Yet, it isn’t easy to make these decisions in the practicality of the working day and ultimately, one is dealing with people. So you can only judge a situation given time and clients often need to be coached – not because they don’t want to act but because it takes courage, resilience, empathy and a willingness to do more than the expedient thing – to act but not be reactionary.
So, no wonder it’s not a conversation starter. I think that the next time someone asks me what I do, I’ll say: ‘Computers’ – just to see what happens.
I have discovered that the issue is not finding more ways to communicate but finding more time to communicate. This is the first rule of blogging. Can you find the time to put down all those amazing thoughts and ideas? Can you edit down your work and publish a disciplined, tightly written piece? Last but not least, do you have the time to market and promote your blog?
Like many things in life – you don’t really know what it takes until you start doing it. For myself, I have had to resign myself to forfeiting ambitious readership targets and settling for writing when I have the time and for the pure joy of writing. I simply can not keep up with the ‘business’ of blogging – so, hopefully, there will be some people who find value in what I have to say – however erratic.
Am I disappointed? Yes. But I am also respectful of my ‘other’ life – my off-line life, which takes priority tight now – simply by virtue of its immediacy. This includes my work which I love and which is very demanding. It also includes my family – that at this point includes a puking child.
So, blogging takes a smaller slice of the pie. It is one more part that I have to integrate into my life – rather than something that receives priority – as it did in the first naive weeks of blogging. I trust that other new bloggers will find this an honest reflection of the demands of blogging. Initially, I spent most of my time trying to learn the science of blogging and in retrospect, I think I would have spent more time on the art – on creating a bank of articles that could be published over time and then trying to figure out the science of attracting an audience. Content rules.
I haven’t been blogging for a long time. However from the blogs that I’ve viewed (non-commercial), there are a few distinct types of bloggers. This might help you in defining the kind of blog that you’re writing or want to write. It may also help you choose colours, themes, etc.
So, there are broadly five categories of bloggers.
These are blogs that focus on a particular niche in which the writer has expertise. They are usually focused on developing the skills of the reader or in providing updated information on that niche. Examples could include everything from blogs about business to blogs about photography. Posts that fall under this category are usually quite in-depth, include research, references, reviews, techniques, tips and advice. Or it may also link you to other relevant resources. Posts also offer a point-of-view as to how to do things better or differently in that field. A good example is an expert blog about blogging….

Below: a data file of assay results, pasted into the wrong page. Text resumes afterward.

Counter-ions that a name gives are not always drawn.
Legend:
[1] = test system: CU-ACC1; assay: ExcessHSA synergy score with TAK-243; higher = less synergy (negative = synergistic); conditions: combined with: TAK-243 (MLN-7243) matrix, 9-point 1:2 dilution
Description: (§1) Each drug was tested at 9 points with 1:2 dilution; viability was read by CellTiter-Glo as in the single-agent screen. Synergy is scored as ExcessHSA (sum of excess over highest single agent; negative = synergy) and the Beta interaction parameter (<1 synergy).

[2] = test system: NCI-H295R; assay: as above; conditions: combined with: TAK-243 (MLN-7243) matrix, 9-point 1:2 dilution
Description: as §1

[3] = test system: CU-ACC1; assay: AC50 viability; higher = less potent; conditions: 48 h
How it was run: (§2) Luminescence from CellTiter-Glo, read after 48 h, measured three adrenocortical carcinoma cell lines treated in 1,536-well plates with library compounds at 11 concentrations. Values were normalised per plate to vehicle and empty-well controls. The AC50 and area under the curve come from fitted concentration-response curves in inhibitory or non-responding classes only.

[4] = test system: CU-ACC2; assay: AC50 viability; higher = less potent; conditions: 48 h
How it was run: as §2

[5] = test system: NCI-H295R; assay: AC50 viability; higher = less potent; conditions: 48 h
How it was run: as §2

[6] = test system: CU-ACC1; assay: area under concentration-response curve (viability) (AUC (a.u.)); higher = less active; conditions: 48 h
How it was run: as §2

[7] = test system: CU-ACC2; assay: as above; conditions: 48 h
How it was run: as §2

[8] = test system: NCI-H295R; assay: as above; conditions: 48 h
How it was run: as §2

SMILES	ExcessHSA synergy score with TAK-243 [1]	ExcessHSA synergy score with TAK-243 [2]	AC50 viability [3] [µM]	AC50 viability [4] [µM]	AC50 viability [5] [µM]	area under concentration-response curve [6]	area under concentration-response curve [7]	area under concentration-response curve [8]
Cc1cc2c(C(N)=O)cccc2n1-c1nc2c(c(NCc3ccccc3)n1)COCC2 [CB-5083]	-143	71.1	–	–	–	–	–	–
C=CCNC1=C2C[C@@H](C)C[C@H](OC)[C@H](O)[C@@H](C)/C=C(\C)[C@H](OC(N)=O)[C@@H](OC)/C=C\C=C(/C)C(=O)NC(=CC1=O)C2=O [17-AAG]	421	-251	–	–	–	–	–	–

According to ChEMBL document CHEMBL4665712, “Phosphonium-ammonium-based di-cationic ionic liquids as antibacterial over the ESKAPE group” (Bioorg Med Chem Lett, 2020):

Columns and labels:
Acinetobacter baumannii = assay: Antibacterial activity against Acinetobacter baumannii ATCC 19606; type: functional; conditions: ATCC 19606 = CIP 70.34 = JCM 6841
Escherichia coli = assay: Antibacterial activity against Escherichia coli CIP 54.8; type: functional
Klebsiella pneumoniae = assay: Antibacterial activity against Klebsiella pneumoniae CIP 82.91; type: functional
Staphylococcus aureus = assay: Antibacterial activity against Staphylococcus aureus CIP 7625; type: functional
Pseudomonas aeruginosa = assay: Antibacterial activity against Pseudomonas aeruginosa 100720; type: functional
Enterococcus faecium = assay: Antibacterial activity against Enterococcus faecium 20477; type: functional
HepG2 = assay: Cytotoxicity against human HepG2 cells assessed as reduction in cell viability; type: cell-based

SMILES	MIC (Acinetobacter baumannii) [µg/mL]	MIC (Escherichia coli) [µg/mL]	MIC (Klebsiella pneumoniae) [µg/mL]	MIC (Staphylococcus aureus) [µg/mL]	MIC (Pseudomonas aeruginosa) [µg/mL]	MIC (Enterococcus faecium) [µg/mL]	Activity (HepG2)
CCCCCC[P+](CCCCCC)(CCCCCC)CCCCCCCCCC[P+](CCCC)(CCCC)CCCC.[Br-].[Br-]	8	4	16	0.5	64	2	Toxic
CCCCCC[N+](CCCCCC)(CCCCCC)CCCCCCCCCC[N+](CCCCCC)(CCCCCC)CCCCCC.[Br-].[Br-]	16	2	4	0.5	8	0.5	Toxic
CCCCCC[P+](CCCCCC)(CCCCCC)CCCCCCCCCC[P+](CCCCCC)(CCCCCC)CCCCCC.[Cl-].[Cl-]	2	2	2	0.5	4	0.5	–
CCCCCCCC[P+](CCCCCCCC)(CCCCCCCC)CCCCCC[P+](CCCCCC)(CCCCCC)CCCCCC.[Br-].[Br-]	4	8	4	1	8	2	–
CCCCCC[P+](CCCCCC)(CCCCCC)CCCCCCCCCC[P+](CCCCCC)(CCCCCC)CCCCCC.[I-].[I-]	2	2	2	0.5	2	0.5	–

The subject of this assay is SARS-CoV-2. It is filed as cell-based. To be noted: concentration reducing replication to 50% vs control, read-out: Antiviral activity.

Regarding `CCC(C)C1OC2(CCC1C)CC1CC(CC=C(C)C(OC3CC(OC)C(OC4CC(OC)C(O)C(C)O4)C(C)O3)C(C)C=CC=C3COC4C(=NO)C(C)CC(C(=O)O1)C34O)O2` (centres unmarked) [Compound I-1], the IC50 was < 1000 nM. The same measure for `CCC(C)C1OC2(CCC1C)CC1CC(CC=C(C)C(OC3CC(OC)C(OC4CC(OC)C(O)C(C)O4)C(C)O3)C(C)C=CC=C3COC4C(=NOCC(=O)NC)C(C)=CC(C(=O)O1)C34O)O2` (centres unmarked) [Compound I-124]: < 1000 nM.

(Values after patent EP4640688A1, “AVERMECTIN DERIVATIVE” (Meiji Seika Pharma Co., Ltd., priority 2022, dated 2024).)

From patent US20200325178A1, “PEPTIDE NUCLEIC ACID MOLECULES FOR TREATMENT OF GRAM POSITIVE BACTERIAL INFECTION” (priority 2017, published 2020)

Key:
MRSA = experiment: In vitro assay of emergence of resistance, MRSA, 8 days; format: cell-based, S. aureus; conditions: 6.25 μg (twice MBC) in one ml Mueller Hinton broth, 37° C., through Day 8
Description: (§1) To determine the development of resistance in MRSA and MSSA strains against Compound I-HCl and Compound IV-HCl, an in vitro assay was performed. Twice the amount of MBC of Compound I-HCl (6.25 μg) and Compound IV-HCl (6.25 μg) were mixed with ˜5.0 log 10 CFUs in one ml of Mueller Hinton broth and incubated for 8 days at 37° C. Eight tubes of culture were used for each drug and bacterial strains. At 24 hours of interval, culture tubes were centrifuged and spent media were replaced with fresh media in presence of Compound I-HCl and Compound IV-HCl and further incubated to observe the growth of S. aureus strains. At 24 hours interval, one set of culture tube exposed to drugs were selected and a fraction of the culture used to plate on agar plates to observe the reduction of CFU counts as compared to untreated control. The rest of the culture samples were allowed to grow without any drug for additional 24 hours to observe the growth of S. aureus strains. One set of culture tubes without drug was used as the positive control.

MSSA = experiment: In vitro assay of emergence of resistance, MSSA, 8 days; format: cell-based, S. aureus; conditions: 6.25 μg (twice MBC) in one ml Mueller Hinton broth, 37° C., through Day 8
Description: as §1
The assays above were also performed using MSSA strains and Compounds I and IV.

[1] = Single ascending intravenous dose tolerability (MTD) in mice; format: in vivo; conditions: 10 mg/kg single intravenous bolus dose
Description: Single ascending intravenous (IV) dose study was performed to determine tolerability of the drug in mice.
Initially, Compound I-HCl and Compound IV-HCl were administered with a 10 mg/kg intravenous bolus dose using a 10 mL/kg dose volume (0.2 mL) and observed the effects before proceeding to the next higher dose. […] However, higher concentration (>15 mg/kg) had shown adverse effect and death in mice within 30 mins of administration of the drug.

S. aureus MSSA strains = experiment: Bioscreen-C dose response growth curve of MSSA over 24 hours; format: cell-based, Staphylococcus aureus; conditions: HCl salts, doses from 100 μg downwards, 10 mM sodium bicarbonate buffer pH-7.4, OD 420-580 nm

These blogs are often focused on trends. It’s not such much about depth-of-information but about happenings, trends, what’s hot and where. Malcolm Gladwell who wrote The Tipping Point describes a connector as someone who knows lots of people. I’ve taken some license in saying that, in relation to blogging, its more related to what’s happening rather than who-you-know. Although, it would appear that if you’re the first to know what’s happening – you probably also know a lot of people.
As the name suggests these are people who like conversations – an outlet for their thoughts, to give expression to their opinions, to have conversations with other bloggers, to talk and laugh, often to build a network with like-minded people. However, don’t be fooled – conversationalists are often among the most dedicated of bloggers and write some of the most interesting and funny blogs.
These are people who journal an event, an experience or a life change, a journey whether spiritual, emotional or physical. These blogs may include an account of illness or a fight for freedom or the documenting of a journey to motherhood.
The last of the categories (according to me) are the commentators. Commentators have a degree of insight into a particular subject matter but are not focused on providing technical information. Rather, they focus on providing a point-of-view, an opinion or editorial on a particular subject. The tone of these blogs is usually more formal than any of the categories above and often deal with politics, feminism, human rights, world issues, civil rights, etc.
I hope that this helps you define the type of blog that you want to write or if any other categories occur to you, please drop me a note.
My grandmother was a young woman in the late 40′s/early 50′s. This is typically what she would have carried in her handbag to go shopping – as would most women of that decade.
Face Powder (compact with mirror)
Nail File (maybe)
Money (in a small purse)
Address Book & Pencil (small)
Safety Pins (don’t know why but my gran always had these)
2011 – A WOMAN’S HANDBAG
This is what a woman would typically carry in her handbag today.
- credit cards,
- debit cards
- loyalty cards
- cheque book
- driver’s license
- Face powder
- Lip liner
- Eye liner/Mascara
- Miniature parfum/Deo
- all may vary depending on woman
Electronic Access Cards (work, etc)
Cell phone/PDA (acts as address book, calculator, photo album)
Condoms (often – not always)
Hand Sanitiser/Wet Wipes
This tells us a few things. It tells us how much the lives of women have changed, how our responsibilities have changed, how much technology has given us (and taken away from us), how much …more…we need to get through our day.
Could you carry only the same contents that your grandmother carried for one week? Keys and remotes you can keep; but leave out all else including electronics. Let me know what you think.